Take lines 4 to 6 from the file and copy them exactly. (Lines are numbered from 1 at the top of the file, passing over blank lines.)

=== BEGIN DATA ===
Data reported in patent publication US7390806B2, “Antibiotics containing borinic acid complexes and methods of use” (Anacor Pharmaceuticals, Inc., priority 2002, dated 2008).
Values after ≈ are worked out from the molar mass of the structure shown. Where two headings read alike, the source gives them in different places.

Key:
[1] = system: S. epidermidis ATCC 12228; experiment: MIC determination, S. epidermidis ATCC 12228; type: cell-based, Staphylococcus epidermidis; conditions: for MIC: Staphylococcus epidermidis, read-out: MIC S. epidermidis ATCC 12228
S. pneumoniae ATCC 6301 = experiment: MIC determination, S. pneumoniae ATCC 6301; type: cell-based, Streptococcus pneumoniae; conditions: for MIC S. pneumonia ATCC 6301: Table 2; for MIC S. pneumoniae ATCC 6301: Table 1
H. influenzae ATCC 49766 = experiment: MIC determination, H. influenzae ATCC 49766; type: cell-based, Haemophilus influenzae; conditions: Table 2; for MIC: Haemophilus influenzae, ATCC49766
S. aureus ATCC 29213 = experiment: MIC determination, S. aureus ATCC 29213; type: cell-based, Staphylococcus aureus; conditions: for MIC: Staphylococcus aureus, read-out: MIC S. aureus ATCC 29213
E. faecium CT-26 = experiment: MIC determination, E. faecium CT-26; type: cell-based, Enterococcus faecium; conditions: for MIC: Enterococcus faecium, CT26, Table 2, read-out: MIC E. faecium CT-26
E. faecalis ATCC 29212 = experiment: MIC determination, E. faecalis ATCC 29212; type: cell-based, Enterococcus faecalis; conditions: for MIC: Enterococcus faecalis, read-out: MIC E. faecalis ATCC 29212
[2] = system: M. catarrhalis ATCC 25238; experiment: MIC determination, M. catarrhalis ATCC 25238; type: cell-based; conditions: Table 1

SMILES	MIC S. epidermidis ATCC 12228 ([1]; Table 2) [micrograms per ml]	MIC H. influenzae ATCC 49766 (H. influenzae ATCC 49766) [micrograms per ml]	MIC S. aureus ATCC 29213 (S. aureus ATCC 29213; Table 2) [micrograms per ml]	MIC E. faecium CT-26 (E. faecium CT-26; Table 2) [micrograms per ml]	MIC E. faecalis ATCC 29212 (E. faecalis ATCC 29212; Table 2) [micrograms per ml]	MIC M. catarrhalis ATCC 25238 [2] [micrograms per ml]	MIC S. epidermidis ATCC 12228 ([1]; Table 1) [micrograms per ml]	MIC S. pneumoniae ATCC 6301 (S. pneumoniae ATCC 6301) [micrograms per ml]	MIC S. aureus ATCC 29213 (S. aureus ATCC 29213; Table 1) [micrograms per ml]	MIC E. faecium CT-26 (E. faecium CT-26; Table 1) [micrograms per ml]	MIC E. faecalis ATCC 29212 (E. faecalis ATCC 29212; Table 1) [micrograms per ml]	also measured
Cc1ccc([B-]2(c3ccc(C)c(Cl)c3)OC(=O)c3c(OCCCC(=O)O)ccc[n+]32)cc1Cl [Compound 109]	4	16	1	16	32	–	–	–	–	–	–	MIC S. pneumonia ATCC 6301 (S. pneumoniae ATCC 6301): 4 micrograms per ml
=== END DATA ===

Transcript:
[1] = system: S. epidermidis ATCC 12228; experiment: MIC determination, S. epidermidis ATCC 12228; type: cell-based, Staphylococcus epidermidis; conditions: for MIC: Staphylococcus epidermidis, read-out: MIC S. epidermidis ATCC 12228
S. pneumoniae ATCC 6301 = experiment: MIC determination, S. pneumoniae ATCC 6301; type: cell-based, Streptococcus pneumoniae; conditions: for MIC S. pneumonia ATCC 6301: Table 2; for MIC S. pneumoniae ATCC 6301: Table 1
H. influenzae ATCC 49766 = experiment: MIC determination, H. influenzae ATCC 49766; type: cell-based, Haemophilus influenzae; conditions: Table 2; for MIC: Haemophilus influenzae, ATCC49766